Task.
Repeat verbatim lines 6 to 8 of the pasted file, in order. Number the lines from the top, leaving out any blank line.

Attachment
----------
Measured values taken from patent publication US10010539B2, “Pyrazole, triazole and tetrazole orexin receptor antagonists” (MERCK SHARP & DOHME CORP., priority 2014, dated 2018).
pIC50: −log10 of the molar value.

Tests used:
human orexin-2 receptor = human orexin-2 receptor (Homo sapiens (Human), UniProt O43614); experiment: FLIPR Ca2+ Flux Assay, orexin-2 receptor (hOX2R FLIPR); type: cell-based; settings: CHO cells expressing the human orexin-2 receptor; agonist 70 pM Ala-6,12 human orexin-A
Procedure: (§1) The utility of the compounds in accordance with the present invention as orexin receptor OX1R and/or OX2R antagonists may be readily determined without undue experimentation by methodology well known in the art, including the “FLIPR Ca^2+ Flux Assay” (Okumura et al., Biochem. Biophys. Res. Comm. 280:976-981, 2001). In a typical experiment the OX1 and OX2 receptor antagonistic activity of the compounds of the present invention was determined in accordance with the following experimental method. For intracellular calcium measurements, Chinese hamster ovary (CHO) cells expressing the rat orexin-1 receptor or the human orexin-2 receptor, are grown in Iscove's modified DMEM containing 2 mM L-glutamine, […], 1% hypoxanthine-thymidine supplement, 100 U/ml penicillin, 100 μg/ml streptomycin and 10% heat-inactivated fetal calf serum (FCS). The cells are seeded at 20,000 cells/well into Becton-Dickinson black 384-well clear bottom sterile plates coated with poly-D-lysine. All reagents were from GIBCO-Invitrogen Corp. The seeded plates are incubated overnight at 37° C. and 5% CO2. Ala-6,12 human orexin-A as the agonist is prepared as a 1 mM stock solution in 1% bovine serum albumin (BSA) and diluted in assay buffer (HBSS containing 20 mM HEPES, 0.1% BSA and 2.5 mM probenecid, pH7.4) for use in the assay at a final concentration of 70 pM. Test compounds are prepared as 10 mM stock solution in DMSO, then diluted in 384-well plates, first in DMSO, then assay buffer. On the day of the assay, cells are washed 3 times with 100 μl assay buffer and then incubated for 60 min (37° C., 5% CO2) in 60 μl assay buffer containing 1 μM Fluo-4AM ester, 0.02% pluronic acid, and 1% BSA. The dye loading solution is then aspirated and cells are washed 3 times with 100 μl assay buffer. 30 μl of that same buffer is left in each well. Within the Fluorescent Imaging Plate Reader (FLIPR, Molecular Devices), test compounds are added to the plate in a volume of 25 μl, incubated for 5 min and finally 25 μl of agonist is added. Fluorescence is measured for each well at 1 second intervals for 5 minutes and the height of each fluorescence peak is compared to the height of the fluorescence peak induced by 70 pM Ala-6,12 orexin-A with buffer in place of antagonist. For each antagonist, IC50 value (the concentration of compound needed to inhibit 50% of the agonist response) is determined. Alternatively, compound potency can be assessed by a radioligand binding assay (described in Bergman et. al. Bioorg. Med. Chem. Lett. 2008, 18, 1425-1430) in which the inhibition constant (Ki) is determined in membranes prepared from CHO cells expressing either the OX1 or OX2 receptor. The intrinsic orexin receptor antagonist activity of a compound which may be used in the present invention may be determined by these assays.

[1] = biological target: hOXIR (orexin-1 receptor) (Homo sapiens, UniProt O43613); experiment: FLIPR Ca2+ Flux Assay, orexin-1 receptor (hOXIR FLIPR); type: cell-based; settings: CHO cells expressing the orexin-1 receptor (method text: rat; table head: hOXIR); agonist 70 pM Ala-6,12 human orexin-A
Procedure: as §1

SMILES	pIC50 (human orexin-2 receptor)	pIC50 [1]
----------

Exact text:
[1] = biological target: hOXIR (orexin-1 receptor) (Homo sapiens, UniProt O43613); experiment: FLIPR Ca2+ Flux Assay, orexin-1 receptor (hOXIR FLIPR); type: cell-based; settings: CHO cells expressing the orexin-1 receptor (method text: rat; table head: hOXIR); agonist 70 pM Ala-6,12 human orexin-A
Procedure: as §1

SMILES	pIC50 (human orexin-2 receptor)	pIC50 [1]